The GDPR, or General Data Protection Regulations, are new EU regulations which will make the current Data Protection regulations much stronger. The GDPR comes into force in May 2018 and, if breached, could result in a fine of up to 4% of global turnover.
The regulations will still affect UK organisations after we leave the EU. The UK government and the Information Commissioners Office (ICO) have indicated that, even if they don’t continue with GDPR, they will be looking for something equally as robust. Similarly, if you are processing the information of EU nationals or trading across the EU, then you will need to abide by its regulations. For example, if you run a hotel, the chances are that some of your guests will be EU nationals, so you will still need to meet GDPR guidelines.
Traditionally small/medium (SME) business owners believe they are “too small” to be a target for cybercrime. However, SME’s are an attackers goldmine as they are more likely to pay ransoms and often lack adequate cyber security measures. A SME could also be used as a gateway to larger organisation if they’re a supplier to one.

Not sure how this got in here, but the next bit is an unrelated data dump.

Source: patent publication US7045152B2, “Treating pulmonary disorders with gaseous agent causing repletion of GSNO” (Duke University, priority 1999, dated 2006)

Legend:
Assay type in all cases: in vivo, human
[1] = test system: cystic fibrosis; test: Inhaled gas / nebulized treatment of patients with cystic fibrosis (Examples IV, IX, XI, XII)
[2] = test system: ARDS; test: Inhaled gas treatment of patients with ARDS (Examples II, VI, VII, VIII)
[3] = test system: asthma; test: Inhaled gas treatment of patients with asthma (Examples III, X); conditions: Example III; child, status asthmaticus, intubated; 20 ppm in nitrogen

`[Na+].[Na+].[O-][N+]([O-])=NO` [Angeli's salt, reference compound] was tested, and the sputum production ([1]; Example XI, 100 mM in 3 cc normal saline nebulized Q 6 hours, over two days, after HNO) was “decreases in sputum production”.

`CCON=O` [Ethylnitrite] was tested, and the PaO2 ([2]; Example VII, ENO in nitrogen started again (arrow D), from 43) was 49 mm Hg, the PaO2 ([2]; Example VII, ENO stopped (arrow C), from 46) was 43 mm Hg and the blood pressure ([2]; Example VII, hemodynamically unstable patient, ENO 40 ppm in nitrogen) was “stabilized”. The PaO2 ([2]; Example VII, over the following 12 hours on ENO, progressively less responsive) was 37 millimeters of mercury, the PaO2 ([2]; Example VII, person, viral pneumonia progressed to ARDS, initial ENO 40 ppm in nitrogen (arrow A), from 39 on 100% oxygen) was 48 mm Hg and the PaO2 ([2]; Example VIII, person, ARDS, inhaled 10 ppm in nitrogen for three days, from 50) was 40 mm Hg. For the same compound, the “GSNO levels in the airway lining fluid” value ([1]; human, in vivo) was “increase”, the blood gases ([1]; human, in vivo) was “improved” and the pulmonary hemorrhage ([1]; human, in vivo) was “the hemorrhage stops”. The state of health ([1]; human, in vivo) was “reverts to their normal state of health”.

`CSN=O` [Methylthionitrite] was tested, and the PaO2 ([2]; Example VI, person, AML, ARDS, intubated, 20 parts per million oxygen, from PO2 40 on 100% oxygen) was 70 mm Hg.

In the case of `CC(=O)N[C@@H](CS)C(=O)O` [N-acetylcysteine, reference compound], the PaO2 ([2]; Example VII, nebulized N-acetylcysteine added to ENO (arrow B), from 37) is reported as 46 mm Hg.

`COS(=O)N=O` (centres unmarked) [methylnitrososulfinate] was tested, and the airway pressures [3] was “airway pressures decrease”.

What should you do?
You may have heard of the ‘cyber essentials’ scheme, which launched in June 2014. If you haven’t it’s a government and industry backed scheme to help all organisations protect themselves against common cyber-attacks.
GDPR will require more than just meeting Cyber Essentials certification, but Cyber Essentials is a great first step. By becoming Cyber Essentials certified, you can demonstrate that you’re taking action to protect personal information. As a result, It can mitigate ICO fines if you were to suffer a data breach. Cyber Essentials certification is evidence that you have taken steps towards protecting your business and your data from internet based cyber-attacks.
Also, look for the Cyber Essentials badge when dealing with other companies as suppliers. As an IT service provider, we’ve been though the Cyber Essentials certification so that our clients know that any information that we hold on them and their IT system is held securely. Not everyone in the industry takes the same precautions and although they might say they’re protected, it’s worth looking for independent verification.